The PALATE feels dry, crisp with medium plus acidity, a light body, soft linen-textured, and crinkling with effervescence.

Delicate FLAVORS of lime water, quince, white fig, and salt carry for a mild but lengthy tenure.

Cave de Bissey’s Crémant de Bourgogne is delightful, crisp, and pithy with a delicate finish: like a gentle handshake or a sunny Spring rain.  For a mere $18.00 it is very good (4 of 5). Drink it as is, with oysters, nicoise salad, or goat cheese anything.

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Family Matters: Winery Tour of Trefethen Family Vineyards Oak Knoll Napa Valley California

Go to Napa or read the back of a wine label: most wineries will insist that a family owns them. This selling tactic attempts to ground all the Disney-land glamour onto something parochial and familiar.  But family ownership is not unique, roughly 80% of wineries in Napa are. Nor does family ownership ensure smallness or quality. Gallo is a family. So are mafias. Heck, corporations are people these days.

Thus, I visit Trefethen with trepidation. They too point to the Trefethen family’s ownership as a defining feature. But is it?

Like so many, the family left a successful business (Kaiser’s construction biz in this case), and bought Napa land in the 1960s (a hefty 600 valley acres in Oak Knoll). The Trefethens, oddly, wanted to farm, so they only sold grapes. But Eugene and Catherine’s son John started making wine in secret, then commercially, and then on the heels of 1976’s Judgment of Paris, saw his 1976 Chardonnay win 1979 Gault Millau’s World Wine Olympics in Paris.

Wait. Stop. See what happened there? We already fell down their rabbit hole. This narrative could be repeated for countless wineries and made into a Bottle Shock-esque film sequel. Does Trefethen’s family still care? Still make the wine? Or is it all faded glory for a bottle label?

Our tour begins in front of an 1886 barn that once housed Eschol Winery.
Trefethen Barn Front

It looks tidy and imposing now, but in 2014 a 6.0 magnitude earthquake tried to throw it to the ground.  Luckily barrels were only filled with water at the time. But the photos that line the second floor show two CAT diggers barely propping the barn up.

Trefethen Barn Fall

Any corporation would have bulldozed it and built something modern and better. But John and wife Janet worked and lived here. It was still the working winery.  It was built by Victorian Scottish architect of Napa icons Greystone (now the CIA), Far Niente, and Inglenook.  The winery had become a family member.  So they saved it.

Downstairs steel supports lattices of ancient beams.  Floor to ceiling windows protect barrels like a zoo. It retains a tired yet tidy charm.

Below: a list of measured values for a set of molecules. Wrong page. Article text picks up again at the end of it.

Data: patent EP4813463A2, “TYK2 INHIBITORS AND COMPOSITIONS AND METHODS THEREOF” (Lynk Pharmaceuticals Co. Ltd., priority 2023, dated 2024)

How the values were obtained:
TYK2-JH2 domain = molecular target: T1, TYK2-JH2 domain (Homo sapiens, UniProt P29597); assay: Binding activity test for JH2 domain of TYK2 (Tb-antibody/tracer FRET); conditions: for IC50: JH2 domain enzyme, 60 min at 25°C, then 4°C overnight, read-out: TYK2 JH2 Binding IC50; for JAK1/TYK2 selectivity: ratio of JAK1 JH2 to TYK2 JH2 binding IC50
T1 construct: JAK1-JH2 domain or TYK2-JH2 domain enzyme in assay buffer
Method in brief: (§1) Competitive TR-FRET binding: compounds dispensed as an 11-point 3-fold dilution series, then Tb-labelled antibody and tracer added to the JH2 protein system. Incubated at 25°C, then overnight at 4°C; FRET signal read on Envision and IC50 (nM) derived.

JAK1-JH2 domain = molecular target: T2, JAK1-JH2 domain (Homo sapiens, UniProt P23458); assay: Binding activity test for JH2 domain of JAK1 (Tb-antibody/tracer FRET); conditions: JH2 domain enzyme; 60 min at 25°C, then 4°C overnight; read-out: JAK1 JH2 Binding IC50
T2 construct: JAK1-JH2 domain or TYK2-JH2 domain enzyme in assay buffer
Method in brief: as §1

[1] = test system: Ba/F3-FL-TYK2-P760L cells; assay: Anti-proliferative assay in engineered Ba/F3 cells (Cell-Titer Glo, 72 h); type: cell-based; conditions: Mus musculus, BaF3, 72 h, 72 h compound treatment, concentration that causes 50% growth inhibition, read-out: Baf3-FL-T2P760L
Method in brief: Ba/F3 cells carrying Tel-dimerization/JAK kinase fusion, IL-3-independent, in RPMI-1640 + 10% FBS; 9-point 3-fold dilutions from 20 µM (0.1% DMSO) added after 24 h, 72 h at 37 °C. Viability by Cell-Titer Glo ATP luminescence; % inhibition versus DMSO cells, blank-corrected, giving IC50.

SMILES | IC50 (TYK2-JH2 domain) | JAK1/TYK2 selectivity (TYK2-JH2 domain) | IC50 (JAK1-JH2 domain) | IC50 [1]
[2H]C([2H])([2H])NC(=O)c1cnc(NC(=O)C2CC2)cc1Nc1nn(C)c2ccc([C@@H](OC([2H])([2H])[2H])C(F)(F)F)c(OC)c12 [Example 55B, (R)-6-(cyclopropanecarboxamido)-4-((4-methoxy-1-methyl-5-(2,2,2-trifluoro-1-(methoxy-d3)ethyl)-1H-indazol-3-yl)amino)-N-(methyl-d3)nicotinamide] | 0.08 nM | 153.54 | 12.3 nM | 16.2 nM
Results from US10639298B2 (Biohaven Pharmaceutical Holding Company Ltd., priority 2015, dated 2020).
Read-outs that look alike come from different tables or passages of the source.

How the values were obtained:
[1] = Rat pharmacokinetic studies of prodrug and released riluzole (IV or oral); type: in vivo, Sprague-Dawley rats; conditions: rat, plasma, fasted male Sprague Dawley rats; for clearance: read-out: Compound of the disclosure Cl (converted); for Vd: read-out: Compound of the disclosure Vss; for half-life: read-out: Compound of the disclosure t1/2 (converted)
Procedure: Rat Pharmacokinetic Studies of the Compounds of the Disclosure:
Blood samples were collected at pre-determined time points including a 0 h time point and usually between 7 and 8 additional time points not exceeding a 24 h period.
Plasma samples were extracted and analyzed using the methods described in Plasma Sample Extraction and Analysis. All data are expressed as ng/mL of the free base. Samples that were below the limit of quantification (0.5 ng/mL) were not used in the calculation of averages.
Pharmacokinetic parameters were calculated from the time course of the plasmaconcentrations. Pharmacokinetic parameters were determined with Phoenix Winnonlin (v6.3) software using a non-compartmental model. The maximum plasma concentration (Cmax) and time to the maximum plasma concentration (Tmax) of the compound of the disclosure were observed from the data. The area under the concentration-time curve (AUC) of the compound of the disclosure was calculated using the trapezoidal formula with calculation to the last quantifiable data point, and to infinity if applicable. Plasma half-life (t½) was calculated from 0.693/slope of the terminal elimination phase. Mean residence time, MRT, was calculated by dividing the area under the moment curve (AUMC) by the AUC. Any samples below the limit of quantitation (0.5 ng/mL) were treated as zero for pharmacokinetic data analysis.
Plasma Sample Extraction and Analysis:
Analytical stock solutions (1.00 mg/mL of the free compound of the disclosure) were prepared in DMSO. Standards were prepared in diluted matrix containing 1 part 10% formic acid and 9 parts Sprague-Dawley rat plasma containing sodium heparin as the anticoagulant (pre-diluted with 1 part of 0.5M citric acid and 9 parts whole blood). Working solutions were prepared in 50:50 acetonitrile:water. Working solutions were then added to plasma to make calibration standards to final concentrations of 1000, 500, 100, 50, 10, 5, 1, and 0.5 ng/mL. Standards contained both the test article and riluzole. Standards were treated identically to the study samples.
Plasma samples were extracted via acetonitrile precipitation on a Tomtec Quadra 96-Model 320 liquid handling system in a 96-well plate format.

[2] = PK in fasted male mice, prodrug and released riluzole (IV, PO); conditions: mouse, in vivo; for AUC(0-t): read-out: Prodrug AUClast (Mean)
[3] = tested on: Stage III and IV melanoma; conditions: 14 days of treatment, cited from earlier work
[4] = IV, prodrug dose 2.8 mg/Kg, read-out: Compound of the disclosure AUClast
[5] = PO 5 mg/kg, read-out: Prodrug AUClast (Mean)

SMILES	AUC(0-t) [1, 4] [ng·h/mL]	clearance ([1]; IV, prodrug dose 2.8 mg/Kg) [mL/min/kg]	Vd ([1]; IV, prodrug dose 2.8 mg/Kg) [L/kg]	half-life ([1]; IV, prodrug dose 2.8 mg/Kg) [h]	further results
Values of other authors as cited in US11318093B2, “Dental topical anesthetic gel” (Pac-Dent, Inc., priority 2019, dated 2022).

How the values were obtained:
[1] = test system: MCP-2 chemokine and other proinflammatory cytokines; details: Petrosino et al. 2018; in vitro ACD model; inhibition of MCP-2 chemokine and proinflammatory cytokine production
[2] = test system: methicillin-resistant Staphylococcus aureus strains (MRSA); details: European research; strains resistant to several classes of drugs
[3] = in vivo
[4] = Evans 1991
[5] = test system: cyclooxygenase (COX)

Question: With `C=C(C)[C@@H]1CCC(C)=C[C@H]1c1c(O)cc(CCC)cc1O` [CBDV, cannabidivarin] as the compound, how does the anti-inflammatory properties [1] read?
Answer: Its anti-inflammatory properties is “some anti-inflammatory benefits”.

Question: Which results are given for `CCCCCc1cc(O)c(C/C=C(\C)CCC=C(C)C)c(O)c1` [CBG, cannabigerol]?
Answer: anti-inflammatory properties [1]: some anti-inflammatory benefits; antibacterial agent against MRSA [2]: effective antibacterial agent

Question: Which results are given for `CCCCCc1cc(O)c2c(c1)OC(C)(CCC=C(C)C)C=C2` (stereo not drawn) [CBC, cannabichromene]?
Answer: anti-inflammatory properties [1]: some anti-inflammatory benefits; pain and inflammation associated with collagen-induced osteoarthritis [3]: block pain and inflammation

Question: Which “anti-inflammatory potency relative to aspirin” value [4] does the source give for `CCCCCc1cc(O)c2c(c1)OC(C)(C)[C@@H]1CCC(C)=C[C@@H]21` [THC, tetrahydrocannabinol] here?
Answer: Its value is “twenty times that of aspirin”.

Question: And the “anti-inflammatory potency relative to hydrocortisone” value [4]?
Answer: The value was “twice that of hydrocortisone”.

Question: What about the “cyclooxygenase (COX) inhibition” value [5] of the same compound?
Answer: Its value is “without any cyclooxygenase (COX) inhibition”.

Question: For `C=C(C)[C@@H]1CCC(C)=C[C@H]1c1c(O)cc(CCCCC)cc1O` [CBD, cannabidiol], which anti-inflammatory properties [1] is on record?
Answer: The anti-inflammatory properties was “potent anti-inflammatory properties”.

Trefethen Barrel Room

The second story opens to a high ceiling.  The tasting arena overlooks a museum of century old winery equipment and more barrels.  The modern juxtaposes the old well here.

Second Story Tasting Room Trefethen

We head to the test vineyard.

Here things get interesting.  The Trefethen’s have never bought a grape.  Every wine comes from their 600 acres.  Even when phylloxera hit in the 1980s, they just replanted 10,000 new vines and scaled back.  Most wineries, bent on growth and profit, would buy fruit at least in bad years, or create second labels, brand extensions, or just push their wines into collectors’ realm prices.

Instead, the Trefethens seem to care. They practice sustainability on all fronts. In a country where vine-labor is seasonal, all their pickers work full-time, year-round with medical.  100% of power comes from solar. All water is reused. Owl and bat boxes and ponds aid biodiversity and control pests. Vine-wise, they plant a wide range of clonal types to avoid monoculture-led diseases.

Trefethen Vines Chardonnay

Prices stay shockingly affordable, especially for Estate Napa wine. Their main range starts around $20 for their Dry Riesling and stops around $55 with their Malbec-driven Dragon’s Tooth.

O.K.  I have drunk the Koolade and we have yet to taste anything. That or I am dehydrated. The half hour vine lecture in the sun definitely baked a few brain cells.

Regardless, we try the Trefethen’s wines with winemaker Jon Ruel. They taste clean, dry, minimally oaked, classic Napa, with enough acidity that balances them beyond reproach.  A course on Napa could use them as benchmarks.

I assume our tour has ended. Time for the next winery! But then they lead us through a hedge. We enter an herb garden that looks more like a forest: